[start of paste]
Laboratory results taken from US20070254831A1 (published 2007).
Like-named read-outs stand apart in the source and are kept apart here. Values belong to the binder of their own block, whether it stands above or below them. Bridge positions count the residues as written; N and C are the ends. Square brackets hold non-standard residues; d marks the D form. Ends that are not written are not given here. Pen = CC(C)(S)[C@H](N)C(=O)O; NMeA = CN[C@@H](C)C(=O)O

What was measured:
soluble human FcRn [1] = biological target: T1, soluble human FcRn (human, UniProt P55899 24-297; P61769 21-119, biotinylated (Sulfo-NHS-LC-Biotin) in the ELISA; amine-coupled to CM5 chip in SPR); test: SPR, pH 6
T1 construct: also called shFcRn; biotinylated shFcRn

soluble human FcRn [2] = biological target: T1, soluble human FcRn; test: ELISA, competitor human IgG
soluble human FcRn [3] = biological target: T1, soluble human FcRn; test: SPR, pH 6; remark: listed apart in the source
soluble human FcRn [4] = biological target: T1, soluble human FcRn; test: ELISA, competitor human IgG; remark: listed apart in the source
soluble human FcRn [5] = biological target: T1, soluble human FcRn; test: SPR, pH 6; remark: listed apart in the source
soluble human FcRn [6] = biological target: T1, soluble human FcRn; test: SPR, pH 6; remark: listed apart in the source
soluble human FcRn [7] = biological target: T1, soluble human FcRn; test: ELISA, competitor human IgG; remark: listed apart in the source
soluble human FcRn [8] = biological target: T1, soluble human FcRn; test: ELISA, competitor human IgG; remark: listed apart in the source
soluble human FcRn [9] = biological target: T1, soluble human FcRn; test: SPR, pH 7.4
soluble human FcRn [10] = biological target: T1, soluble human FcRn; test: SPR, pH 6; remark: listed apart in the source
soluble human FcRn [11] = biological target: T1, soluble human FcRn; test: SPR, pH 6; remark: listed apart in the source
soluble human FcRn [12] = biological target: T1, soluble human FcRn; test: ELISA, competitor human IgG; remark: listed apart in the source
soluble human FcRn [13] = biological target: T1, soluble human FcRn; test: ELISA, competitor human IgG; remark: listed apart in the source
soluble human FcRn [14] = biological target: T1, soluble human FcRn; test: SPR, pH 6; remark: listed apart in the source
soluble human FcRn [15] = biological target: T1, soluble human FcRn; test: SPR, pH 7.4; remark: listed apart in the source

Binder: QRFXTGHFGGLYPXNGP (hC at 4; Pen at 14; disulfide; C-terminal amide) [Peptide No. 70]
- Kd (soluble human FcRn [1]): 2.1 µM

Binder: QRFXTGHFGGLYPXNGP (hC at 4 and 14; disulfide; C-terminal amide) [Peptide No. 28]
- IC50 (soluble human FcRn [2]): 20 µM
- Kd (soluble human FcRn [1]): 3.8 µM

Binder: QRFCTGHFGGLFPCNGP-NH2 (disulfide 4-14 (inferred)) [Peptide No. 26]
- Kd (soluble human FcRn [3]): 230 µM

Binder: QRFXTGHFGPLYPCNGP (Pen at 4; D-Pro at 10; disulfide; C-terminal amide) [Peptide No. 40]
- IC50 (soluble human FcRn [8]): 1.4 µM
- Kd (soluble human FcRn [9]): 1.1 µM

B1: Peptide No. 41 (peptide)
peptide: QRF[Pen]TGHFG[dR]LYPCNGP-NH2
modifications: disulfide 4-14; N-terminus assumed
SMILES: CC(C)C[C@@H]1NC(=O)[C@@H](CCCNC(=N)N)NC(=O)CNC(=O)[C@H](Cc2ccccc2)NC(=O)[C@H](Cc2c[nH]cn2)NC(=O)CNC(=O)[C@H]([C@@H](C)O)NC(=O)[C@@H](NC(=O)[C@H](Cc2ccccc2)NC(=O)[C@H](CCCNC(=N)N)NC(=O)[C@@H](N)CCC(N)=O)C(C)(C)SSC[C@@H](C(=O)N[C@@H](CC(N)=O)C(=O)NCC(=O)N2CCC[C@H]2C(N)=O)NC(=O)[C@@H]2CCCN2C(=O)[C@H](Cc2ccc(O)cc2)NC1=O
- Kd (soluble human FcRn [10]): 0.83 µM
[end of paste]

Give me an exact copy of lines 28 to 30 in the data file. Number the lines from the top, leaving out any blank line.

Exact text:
- IC50 (soluble human FcRn [8]): 1.4 µM
- Kd (soluble human FcRn [9]): 1.1 µM

B1: Peptide No. 41 (peptide)